The Ogress and the Orphans

The Ogress and the Orphans book

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Book Review

When the Ogress moves to town, she finds it’s filled with poverty and suspicion. And though she tries to secretly help, steely eyes turn her way when something bad happens. The only people on her side are a group of orphans who see the Ogress for who she really is. Can they help others remember what it means to love their neighbors?

Plot Summary

Stone-in-the-Glen was a lovely town once. Now it’s decidedly unlovely. Dragons have a way of doing that.

One night, a dragon burned the town’s wonderful library to the ground. The school burned next. After that, the town’s beautiful fruit trees died and the park became a giant sinkhole. Stone-in-the-Glen fell so totally on hard times that neighbors grew suspicious of one another.

Still, Stone-in-the-Glen still boasts some nice spots, too. On the outskirts of this unlovely town, for example, lives a lovely family of orphans. Fifteen children reside in the orphanage run by an elderly couple, Matron and Myron. The kids have grown up in this large family scraping to get by, but they love their elderly benefactors as they love each other—even when they’re as different from each other as different can be. For instance, Anthea is resourceful and logical. Bartleby is into philosophy, while his sister, Cass, is a girl of action.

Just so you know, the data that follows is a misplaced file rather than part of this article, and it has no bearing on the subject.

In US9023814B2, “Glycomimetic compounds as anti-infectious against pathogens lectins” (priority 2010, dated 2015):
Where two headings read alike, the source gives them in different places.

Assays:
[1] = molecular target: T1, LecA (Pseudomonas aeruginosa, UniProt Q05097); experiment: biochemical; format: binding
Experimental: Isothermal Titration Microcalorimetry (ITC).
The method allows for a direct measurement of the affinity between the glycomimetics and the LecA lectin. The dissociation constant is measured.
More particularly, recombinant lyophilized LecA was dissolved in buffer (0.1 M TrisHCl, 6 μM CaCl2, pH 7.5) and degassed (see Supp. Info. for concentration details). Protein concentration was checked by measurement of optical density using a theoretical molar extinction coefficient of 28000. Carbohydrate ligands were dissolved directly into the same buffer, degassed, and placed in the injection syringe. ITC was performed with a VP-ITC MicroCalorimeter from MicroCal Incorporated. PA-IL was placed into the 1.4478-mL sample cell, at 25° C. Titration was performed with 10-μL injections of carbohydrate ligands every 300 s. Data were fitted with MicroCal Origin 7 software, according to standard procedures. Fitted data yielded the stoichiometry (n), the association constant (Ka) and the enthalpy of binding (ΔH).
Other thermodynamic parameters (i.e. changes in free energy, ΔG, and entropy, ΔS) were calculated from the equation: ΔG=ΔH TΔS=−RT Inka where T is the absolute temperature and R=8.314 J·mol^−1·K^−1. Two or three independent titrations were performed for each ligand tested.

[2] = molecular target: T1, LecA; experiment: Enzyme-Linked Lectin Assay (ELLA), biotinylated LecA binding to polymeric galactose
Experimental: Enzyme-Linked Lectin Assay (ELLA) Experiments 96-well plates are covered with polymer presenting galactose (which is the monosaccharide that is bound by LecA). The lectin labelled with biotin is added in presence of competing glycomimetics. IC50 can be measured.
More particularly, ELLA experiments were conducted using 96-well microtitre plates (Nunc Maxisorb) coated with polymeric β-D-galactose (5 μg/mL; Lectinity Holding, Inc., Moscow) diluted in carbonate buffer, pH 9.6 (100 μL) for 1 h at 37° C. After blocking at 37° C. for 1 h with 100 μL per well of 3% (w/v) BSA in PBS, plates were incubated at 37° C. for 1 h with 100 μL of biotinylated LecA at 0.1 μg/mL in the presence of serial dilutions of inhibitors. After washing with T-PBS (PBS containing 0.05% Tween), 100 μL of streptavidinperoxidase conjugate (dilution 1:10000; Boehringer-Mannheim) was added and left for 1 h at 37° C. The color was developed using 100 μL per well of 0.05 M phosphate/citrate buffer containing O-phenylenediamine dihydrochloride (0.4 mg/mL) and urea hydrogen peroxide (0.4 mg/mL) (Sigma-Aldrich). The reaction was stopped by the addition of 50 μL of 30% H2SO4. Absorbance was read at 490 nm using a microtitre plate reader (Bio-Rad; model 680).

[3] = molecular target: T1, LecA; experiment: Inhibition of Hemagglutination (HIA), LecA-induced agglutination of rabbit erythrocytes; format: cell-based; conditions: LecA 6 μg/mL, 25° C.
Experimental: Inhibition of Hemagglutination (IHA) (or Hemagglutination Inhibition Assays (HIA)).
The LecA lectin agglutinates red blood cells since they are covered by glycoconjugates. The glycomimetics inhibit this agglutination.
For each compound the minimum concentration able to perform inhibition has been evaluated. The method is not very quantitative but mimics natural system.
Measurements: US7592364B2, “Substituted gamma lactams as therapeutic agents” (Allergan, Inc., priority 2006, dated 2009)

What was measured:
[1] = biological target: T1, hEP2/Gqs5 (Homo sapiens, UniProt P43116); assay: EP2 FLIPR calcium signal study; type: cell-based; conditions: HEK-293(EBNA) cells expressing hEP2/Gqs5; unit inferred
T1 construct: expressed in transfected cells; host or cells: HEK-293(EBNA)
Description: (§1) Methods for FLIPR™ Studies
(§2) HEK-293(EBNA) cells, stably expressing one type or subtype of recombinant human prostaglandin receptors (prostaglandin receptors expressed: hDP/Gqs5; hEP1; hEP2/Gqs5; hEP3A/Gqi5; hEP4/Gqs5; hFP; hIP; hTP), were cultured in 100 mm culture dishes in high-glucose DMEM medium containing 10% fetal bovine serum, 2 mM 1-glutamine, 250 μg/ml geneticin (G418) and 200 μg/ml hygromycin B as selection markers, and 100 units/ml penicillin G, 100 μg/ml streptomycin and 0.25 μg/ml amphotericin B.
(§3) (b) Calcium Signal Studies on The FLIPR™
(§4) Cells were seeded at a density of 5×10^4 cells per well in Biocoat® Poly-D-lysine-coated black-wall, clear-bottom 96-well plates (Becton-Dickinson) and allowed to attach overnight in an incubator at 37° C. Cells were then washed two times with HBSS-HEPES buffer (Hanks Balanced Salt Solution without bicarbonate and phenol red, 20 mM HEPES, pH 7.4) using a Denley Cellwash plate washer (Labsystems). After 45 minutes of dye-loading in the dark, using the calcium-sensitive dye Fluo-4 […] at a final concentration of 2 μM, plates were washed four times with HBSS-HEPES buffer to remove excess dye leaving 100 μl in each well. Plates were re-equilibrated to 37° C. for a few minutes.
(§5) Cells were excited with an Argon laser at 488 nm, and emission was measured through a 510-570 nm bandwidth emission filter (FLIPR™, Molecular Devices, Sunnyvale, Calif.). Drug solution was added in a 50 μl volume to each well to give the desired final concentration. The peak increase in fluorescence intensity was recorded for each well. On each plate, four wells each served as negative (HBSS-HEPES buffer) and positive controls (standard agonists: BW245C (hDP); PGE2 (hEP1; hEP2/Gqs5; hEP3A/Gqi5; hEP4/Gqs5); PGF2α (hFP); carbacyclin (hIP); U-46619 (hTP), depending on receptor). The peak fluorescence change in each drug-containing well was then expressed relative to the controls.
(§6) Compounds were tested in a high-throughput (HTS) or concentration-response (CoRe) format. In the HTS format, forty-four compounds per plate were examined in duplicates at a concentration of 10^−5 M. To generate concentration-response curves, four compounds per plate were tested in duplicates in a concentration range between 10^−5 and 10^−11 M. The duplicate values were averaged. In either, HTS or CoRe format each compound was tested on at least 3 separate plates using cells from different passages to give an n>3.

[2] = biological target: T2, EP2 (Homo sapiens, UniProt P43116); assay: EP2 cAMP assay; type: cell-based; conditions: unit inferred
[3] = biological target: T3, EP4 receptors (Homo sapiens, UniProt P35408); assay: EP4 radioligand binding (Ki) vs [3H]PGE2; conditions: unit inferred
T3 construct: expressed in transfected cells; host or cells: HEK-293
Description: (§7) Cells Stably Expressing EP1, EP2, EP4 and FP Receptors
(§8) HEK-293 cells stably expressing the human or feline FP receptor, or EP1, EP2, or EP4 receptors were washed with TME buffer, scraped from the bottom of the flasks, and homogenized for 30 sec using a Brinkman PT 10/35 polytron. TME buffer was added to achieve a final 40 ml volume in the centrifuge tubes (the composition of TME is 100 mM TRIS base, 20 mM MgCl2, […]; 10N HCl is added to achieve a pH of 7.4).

But the town’s misery seems to be impacting this happy little corner, too. The children certainly hope their beautiful family can remain intact, but dwindling income and scant meals threaten the life they’ve always known.

So, how does a town decline to the point where money for the orphanage disappears? Well, it seems to all come back to those dragons again. Not only do they burn things to the ground, but it’s said that with their magic, those evil things can put on another creature’s skin and cause all sorts of mischief. Surely they’re behind the orphanage’s struggles as well, right?

Thank goodness for the dashing dragon hunter who recently eliminated all of those terrifying beasts—or so he says. The people were so grateful, they even asked the dragon hunter to be the town’s mayor.